'Hoodwinked' before Christmas, EU nations seek to slow virus

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THE HAGUE (AP) — Nations across Europe took new measures Friday in an attempt to keep a COVID-19 spike from spiraling out of control, hoping that action now will safeguard the joys of Christmas next month.

A spike in cases fueled by the contagious delta variant forced governments to act to rein in infections even in countries not seeing surges and where vaccination rates are high.

Meanwhile, the world on Friday was confronted with yet another challenge in its long pandemic ordeal: the discoveryof a new, potentially more transmissible COVID-19 variant found in southern Africa — which the World Health Organization on Friday named “Omicron” under its Greek letter system.

In Belgium, where a spike in cases and hospital admissions exceeded even the worst medical predictions, Prime Minister Alexander De Croo reinforced measures for the second time in little more than a week and closed night clubs, while bars and restaurants have to shut at 11 p.m. for the next three weeks.

“We have been hoodwinked by the delta variant,” he said.

Referring to the more than 25,000 cases a day now in the country of 11 million, he said: “This is unprecedented in our country.”

Neighboring Netherlands has been struggling with the virus just as much.

Health Minister Hugo De Jonge said hospitals across the Netherlands have been told to wind back planned surgeries and scale up acute care and intensive care beds to 1,350 nationwide to cope with the rising number of COVID patients.

The Dutch government tightened its lockdown Friday night amid swiftly rising infections and ICU admissions, although it kept open schools and universities — where most students will have to wear masks in corridors between lessons.

Caretaker Prime Minister Mark Rutte said that for three weeks starting Sunday all venues such as bars, restaurants, theaters and shops selling non-essential items will close from 5 p.m. to 5 a.m. Under the current lockdown they have to close at 8 p.m.

“The numbers are high, higher, highest,” Rutte said of the soaring infections.

He said a panel of experts had advised the government to take action to reduce the number of contacts between people by at least 20%.

“That means we won’t get there with a few small tweaks. And that’s why we’re here today, a week earlier than hoped, with another message that is going to demand a lot from all of us,” Rutte said.

He urged people to stay in and work from home as much as possible and extended the use of face masks and social distancing to cover locations where the country’s COVID pass is already in use.

As Rutte spoke, a few dozen protesters demonstrated noisily, but peacefully, in a nearby street, blowing whistles and sounding sirens. Some held posters that read, in Dutch: “It’s not right.”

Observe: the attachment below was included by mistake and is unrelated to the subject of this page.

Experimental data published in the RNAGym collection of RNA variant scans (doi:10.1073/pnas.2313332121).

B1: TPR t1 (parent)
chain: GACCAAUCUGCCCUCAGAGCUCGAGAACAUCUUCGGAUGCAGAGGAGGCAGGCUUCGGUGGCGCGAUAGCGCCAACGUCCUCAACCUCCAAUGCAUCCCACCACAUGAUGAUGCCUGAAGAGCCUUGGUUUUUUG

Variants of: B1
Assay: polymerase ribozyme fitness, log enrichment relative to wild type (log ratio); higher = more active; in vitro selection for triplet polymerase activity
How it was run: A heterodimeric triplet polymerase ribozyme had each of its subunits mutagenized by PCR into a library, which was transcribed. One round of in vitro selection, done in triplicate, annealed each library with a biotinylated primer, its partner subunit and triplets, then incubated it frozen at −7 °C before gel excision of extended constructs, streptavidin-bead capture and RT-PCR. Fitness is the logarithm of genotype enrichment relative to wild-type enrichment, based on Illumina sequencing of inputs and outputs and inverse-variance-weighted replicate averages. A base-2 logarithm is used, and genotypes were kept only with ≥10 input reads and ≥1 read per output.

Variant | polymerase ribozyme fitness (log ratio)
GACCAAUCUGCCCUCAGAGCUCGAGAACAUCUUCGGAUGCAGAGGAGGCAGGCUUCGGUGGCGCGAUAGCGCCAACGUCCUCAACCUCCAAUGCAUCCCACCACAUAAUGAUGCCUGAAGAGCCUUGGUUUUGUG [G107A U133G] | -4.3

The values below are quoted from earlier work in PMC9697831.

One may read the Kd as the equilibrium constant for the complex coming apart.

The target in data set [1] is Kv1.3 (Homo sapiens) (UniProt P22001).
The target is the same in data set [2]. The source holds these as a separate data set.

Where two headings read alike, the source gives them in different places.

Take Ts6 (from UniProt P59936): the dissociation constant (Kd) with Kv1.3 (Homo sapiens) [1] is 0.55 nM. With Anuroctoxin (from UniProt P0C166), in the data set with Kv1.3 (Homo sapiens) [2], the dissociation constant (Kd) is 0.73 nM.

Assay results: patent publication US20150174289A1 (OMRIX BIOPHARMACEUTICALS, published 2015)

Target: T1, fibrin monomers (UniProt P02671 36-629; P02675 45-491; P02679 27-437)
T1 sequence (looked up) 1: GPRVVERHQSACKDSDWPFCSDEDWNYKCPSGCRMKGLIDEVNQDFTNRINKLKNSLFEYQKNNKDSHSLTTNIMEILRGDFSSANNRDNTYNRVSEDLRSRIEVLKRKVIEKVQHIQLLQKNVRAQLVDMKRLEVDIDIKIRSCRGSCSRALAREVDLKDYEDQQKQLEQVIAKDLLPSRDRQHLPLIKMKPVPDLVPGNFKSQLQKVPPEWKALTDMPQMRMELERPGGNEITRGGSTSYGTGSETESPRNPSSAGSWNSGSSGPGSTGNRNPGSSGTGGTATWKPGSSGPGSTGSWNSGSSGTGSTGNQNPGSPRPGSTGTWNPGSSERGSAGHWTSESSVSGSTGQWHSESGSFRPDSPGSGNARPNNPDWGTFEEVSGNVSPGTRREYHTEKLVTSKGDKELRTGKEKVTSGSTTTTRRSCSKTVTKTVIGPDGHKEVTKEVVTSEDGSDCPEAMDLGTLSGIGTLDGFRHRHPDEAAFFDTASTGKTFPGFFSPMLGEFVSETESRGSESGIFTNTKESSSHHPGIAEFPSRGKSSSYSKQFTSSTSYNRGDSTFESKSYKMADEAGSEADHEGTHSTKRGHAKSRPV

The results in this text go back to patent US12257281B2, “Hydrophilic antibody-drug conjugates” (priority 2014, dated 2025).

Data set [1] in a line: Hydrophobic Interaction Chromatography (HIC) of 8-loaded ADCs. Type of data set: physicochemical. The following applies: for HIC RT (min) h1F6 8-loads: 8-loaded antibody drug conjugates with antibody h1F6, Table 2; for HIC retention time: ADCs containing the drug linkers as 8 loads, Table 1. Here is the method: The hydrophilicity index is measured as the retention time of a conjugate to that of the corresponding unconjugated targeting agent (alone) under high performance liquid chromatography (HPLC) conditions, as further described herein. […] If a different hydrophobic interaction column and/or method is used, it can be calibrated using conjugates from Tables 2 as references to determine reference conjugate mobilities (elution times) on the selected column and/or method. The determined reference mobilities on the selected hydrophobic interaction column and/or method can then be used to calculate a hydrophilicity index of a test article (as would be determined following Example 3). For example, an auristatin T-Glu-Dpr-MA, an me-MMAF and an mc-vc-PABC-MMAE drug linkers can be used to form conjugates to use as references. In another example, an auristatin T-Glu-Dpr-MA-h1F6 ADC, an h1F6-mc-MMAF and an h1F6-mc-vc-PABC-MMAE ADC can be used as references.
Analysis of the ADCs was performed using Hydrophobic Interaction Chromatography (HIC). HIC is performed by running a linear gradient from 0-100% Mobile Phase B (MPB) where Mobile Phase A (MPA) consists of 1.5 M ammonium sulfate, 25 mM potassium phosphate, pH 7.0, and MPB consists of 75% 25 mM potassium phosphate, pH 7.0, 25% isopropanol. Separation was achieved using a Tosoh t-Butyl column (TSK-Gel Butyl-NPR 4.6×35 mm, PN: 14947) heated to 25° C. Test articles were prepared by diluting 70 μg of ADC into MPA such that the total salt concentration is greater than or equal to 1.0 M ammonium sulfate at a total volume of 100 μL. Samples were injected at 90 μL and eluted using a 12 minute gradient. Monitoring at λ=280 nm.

In Spain and Portugal, where rates of infections are lower than most of Europe, authorities were also reinstating previous restrictions or adding new ones.

In Spain, despite having fully vaccinated 79% of its 47 million residents and hospital admissions increasing at a slower pace than in previous surges, the mandatory use of the so-called COVID-19 passes is becoming widespread.

In northeastern Spain’s Catalonia the passes were supposed to become mandatory from Friday to enter bars, restaurants, gyms, nightclubs and nursing homes. But authorities in the region said they were temporarily halting the order due to an overwhelming number of requests for the passes.

The Catalan health department said in a statement that it had received more than 700,000 requests for the passes in the four days leading to Friday. Health authorities said that implementing the mandatory passes will be reconsidered next week.

In Portugal, less than two months after scrapping most of the pandemic’s tighter restrictions, the government on Thursday announced it would restore some of the measures such as mandatory face masks in enclosed spaces or the digital certificate required to enter some venues. Even inoculated people must have a negative test to visit hospitals, elderly care homes, sports events and bars and discos.

And in Italy, where the COVID situation was under control compared with neighbors like Austria, mayors in cities including Milan, Bologna, Padova and Bergamo, were imposing mask mandates for the holiday season. New restrictions also were expected in Rome.

Denmark, meanwhile, said Friday that it plans to start offering COVID-19 vaccination shots to children from 5 to 11 years beginning this weekend after the European Union regulator authorized Pfizer’s vaccine for kids on Thursday.

“Our assessment is that by offering children in the target group, we can increase immunity and break down infection,” said Helene Probst, deputy head of the Danish Health Authority. “We need this.”

She said Denmark is “in the midst of a historic health crisis.”

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Corder reported from The Hague, Netherlands. Associated Press writers Colleen Barry in Milan, Aritz Parra in Madrid, Barry Hatton in Lisbon and Jan M. Olsen in Copenhagen contributed.

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